Books: The Crystal Bucket : Underneath her wimple | clivejames.com
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Underneath her wimple

As usual most of the Christmas humour on television was no funnier than a boil in the nose. On the other hand there were some diverting films on offer, chief among which was The Sound of Music (BBC1), the famous epic about an Austrian singing family who sang even the Nazis into submission.

It appears from the titles that the film was made ‘with the partial use of ideas by George Hurdalek’. The film stars Julie Andrews as a drop-out nun. Presumably George Hurdalek’s original idea was that she should be a drop-out nun with webbed feet, but they used only part of it. ‘Underneath her wimple she has curlers in her hair,’ sing the other nuns, shaking their heads with amused compassion. This is a partial use of George Hurdalek’s original idea, in which she was to have a whole hairdryer under her wimple, with a cable plugged into the refectory wall.

‘How do you hold a moonbeam in your hand?’ sing the nuns with quizzical adoration, all unaware that the audience is singing a different question, to wit: is the Mother Superior being played by Charles Bronson? Finally Julie packs her bags and splits, joining up with Christopher Plummer, who impersonates a widowed noble naval captain with seven children — a partial use of George Hurdalek’s original idea, in which the same character was to be a widowed noble naval captain, juggler and organic chemist with twenty-eight children and a string of polo ponies.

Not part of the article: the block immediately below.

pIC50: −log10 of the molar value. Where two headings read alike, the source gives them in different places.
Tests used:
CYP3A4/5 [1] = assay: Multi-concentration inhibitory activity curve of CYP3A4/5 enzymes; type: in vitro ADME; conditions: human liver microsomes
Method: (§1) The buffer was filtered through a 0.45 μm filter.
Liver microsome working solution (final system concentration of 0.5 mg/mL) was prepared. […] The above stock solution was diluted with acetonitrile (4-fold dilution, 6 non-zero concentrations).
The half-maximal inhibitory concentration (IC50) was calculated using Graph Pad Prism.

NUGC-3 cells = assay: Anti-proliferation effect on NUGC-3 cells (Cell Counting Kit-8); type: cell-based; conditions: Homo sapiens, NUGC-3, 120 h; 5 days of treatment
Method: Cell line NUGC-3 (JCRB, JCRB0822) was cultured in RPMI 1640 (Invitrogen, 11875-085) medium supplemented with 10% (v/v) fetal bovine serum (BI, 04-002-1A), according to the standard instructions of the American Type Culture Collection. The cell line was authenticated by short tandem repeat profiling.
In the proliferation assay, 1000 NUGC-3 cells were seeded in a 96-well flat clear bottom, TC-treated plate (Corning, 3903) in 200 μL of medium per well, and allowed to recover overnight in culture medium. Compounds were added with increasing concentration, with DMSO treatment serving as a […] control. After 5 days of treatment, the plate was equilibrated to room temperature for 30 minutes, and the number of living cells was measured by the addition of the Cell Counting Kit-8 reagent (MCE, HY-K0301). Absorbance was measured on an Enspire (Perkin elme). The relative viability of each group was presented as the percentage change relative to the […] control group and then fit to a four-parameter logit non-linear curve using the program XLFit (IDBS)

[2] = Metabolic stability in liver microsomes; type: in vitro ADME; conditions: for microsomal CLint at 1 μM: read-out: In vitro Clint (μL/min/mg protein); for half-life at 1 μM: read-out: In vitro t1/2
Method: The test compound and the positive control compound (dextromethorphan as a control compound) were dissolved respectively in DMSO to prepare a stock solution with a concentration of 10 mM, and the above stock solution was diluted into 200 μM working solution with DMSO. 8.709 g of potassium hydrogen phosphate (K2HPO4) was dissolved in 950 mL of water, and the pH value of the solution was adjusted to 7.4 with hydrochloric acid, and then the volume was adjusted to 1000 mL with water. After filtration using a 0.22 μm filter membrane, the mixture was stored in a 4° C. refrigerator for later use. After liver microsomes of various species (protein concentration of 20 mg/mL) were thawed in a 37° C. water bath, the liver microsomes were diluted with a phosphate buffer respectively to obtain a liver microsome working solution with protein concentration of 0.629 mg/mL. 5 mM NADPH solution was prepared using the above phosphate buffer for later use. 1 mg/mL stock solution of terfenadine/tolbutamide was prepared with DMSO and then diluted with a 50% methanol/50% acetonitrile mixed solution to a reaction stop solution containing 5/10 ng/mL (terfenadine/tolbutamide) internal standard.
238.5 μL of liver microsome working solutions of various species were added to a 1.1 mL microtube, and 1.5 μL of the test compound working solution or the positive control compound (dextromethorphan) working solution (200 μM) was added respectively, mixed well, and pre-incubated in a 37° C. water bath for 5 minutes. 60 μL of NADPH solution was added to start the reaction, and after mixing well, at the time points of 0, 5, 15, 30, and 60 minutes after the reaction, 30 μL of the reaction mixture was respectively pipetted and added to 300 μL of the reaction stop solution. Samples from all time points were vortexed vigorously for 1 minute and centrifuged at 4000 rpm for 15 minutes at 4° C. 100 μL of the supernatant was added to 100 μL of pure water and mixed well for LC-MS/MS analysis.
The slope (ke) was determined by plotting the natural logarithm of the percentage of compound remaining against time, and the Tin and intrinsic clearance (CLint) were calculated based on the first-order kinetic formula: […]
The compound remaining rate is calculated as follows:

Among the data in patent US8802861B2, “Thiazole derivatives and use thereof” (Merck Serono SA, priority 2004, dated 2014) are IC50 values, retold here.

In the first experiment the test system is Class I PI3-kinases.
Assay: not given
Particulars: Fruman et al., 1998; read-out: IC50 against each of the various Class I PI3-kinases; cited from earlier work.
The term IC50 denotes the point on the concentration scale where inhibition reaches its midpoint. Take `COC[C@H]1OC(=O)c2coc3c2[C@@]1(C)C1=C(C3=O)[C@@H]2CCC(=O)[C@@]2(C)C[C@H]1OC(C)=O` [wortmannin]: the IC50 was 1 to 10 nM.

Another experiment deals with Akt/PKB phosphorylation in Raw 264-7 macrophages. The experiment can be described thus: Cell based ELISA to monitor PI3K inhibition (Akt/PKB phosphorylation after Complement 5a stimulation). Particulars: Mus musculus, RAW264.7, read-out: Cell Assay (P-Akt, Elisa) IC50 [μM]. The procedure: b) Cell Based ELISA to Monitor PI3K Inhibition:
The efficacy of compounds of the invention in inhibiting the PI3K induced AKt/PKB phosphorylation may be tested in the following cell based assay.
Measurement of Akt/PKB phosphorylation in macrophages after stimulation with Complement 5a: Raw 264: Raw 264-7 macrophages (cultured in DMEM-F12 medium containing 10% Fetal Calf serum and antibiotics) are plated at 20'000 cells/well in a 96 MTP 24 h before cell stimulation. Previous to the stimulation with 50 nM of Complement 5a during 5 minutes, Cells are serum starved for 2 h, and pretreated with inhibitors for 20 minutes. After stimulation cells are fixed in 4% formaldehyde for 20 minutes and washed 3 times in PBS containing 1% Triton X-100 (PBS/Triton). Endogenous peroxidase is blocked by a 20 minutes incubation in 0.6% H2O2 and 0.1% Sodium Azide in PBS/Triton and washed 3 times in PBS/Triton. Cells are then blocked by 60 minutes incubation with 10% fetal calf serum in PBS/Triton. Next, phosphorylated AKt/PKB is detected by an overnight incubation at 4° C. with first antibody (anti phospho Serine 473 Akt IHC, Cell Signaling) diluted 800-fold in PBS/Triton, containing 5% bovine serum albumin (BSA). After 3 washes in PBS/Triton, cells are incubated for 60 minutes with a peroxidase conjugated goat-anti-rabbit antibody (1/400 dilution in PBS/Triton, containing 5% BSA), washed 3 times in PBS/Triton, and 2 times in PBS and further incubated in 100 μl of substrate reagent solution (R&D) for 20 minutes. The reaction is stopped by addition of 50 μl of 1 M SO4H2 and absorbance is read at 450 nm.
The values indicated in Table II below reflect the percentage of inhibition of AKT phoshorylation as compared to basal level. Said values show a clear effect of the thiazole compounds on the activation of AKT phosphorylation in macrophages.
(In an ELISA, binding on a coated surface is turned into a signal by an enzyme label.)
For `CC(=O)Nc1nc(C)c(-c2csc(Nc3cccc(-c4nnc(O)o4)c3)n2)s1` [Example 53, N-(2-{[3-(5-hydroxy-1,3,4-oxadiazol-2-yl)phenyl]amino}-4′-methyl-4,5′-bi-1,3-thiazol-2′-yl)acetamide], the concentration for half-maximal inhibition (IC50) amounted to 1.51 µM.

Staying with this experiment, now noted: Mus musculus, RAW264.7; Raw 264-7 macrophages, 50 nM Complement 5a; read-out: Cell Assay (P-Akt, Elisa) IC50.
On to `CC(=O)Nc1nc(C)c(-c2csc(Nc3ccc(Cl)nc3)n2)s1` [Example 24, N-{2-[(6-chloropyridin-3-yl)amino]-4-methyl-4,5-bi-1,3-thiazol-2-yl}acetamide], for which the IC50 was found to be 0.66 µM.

‘The sky was so blew today,’ over-enunciates Julie, sick with love. Christopher loves her in return, but he is plagued by the attentions of Eleanor Parker, who has nothing to offer him except wealth, breeding, wit and stunning beauty. Meanwhile his eldest daughter, Diesel, or is it Liesel, is petting heavily in the pergola with a singing postman. And here come the Nazis! How to escape? Improvising brilliantly, Julie and Christopher get married, enter the children into the Salzburg Festival, and walk to Switzerland under cover of the applause.

This is a partial use of an original idea by George Hurdalek, in which they were to walk to Stalingrad, surround the entire German army, and accept the surrender of General Paulus.

31 December, 1978